Reports: Ransomware Attacks Rise as Healthcare Sector is Heaviest Hit

by | Nov 5, 2018

According to the most recent Beazley’s Q3 Breach Insights Report, Cyber Criminal campaigns attacks are increasing once again and healthcare is the most targeted sector.

Ransomware attacks on healthcare groups comprised 37% of those managed by Beazley Breach Response (BBR) Services. This figure is over three times the number of attacks encountered by Professional services, the second most targeted industry with 11%.

Other cyber security companies including Kaspersky Lab, McAfee, and Malwarebytes have all published reports in 2018 that indicate ransomware attacks are falling; however, Beazley’s figures display that monthly increases in attacks occurred in August and September, with double the number of attacks in September compared to August.

The report emphasises a noticeable trend in cyberattacks involving multiple malware variants. One of these involved the Emotet banking Trojan downloaded as the main payload with a an additional payload of ransomware.

Emotet is utilized to steal bank credentials and can download additional malicious payloads. Once credentials have been captured, a ransomware payload is downloaded and deployed. This two pronged strategy has been implemented by several threat groups. The ransom demands can be significant. One group asked for a $2.8 million ransom after an extensive infection that incorporated the encryption of backups.

Beazley refers to research carried out by Kivu Consulting that indicates there has been a rise in the use of rough and ready ransomware variants that use strong encryption to secure files yet lack the functionality to allow the full decryption of data. These cyber attacks can see files stay locked even if a ransom is paid or the encryption/decryption process can lead to file corruption and major data loss.

These cyber attacks show how important it is for groups to conduct constant backups and to test those backups to ensure that file recovery is possible. Healthcare groups should consider a 3.2.1 strategy to backing up: Create three backup copies, on at least two separate media, with one copy stored safely offsite.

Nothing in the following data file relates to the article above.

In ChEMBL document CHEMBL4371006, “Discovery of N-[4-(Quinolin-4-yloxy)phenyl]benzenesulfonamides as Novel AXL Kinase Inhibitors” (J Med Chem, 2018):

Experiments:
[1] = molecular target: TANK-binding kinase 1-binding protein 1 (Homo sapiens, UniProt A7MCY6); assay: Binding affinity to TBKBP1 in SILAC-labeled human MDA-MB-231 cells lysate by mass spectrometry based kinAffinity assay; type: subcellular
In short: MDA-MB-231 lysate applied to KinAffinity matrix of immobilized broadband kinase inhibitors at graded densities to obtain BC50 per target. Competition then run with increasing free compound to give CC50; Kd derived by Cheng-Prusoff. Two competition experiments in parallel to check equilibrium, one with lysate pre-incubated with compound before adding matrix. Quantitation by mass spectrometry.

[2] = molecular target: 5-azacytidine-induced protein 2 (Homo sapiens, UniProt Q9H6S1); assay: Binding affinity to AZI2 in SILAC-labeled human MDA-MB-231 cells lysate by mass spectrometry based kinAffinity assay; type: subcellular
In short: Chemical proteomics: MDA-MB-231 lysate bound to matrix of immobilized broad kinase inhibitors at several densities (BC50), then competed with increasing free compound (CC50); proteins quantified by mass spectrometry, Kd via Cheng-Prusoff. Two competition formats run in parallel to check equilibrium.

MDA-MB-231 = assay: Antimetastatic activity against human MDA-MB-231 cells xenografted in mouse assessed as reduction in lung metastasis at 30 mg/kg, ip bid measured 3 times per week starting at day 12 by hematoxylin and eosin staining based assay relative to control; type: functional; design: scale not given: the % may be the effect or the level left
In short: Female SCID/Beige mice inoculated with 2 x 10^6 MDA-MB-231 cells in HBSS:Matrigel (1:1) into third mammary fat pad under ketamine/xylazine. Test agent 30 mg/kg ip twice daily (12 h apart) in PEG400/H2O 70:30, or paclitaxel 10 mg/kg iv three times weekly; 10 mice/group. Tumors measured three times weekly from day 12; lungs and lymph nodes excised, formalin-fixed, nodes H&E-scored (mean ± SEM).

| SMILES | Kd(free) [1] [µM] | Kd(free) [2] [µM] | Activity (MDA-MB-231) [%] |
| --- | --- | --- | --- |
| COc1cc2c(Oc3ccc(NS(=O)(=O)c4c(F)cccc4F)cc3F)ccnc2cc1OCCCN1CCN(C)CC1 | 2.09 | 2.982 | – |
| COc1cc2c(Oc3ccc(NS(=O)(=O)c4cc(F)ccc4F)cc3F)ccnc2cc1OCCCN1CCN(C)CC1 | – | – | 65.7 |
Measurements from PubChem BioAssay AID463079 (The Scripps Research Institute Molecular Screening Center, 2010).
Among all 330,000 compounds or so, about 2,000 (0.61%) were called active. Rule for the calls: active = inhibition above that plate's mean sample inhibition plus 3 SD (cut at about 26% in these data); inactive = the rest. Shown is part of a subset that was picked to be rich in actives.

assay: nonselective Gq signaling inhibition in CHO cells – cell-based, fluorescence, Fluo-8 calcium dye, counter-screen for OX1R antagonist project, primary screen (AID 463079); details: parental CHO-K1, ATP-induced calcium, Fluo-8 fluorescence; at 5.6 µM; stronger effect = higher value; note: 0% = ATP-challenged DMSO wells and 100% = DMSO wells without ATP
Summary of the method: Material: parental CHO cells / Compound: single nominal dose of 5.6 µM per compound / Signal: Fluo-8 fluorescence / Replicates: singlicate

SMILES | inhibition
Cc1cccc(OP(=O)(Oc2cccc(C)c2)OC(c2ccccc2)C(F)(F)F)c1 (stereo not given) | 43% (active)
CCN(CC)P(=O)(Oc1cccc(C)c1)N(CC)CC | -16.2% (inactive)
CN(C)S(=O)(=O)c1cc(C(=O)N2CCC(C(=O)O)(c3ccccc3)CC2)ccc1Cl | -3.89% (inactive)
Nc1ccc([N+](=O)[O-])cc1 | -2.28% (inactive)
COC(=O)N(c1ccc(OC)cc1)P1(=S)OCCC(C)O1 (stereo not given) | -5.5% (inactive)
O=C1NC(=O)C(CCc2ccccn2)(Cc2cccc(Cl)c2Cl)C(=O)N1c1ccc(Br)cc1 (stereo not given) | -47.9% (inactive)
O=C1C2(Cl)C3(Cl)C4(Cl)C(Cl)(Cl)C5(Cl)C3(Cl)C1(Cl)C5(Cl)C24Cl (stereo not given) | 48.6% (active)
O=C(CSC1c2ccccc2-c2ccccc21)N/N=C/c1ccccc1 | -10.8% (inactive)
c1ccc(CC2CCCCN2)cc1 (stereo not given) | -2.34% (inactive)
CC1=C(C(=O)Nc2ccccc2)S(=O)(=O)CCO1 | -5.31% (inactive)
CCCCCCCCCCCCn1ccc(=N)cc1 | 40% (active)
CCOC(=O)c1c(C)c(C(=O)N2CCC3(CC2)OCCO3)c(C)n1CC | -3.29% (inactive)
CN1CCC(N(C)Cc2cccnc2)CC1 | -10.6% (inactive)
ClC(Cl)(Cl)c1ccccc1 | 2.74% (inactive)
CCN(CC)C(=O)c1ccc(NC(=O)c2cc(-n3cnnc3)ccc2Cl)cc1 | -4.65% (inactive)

It is not surprising that large groups are an attractive mark for cybercriminals. Massive numbers of encrypted devices mean higher ransom demands can be requested. Large groups are also more likely to have funds available to pay high ransoms, although they also have more resources to dedicate to cybersecurity.

Cyber attacks on small to medium sized companies are usually easier and this is confirmed in Beazley’s figures. Out of the ransomware cyber attacks that the BBR Services team have managed, 71% of victims were small to medium sized companies.

The Breach Insights report shows, unlike most industry sectors, accidental disclosures are the main type of data violation in the healthcare sector and making up 32% of all data breaches in Q3, closely followed by hacks/malware incidents on 30%. Beazley remarks that healthcare cyber attack incidents have grown from 20% to 30% this year. 17% of breaches were initiated by internal members of staff, 9% saw the loss of physical records, and 6% involved the loss of portable electronic computing equipment.

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Patrick Kennedy

Patrick Kennedy is a highly accomplished journalist and editor with nearly two decades of experience in the field. With expertise in writing and editing content, Patrick has made significant contributions to various publications and organizations. Over the course of his career, Patrick has successfully managed teams of writers, overseeing the production of high-quality content and ensuring its adherence to professional standards. His exceptional leadership skills, combined with his deep understanding of journalistic principles, have allowed him to create cohesive and engaging narratives that resonate with readers. A notable area of specialization for Patrick lies in compliance, particularly in relation to HIPAA (Health Insurance Portability and Accountability Act). He has authored numerous articles delving into the complexities of compliance and its implications for various industries. Patrick's comprehensive understanding of HIPAA regulations has positioned him as a go-to expert, sought after for his insights and expertise in this field. Patrick's bachelors degree is from the University of Limerick and his master's degree in journalism is from Dublin City University. You can contact Patrick through his LinkedIn profile:

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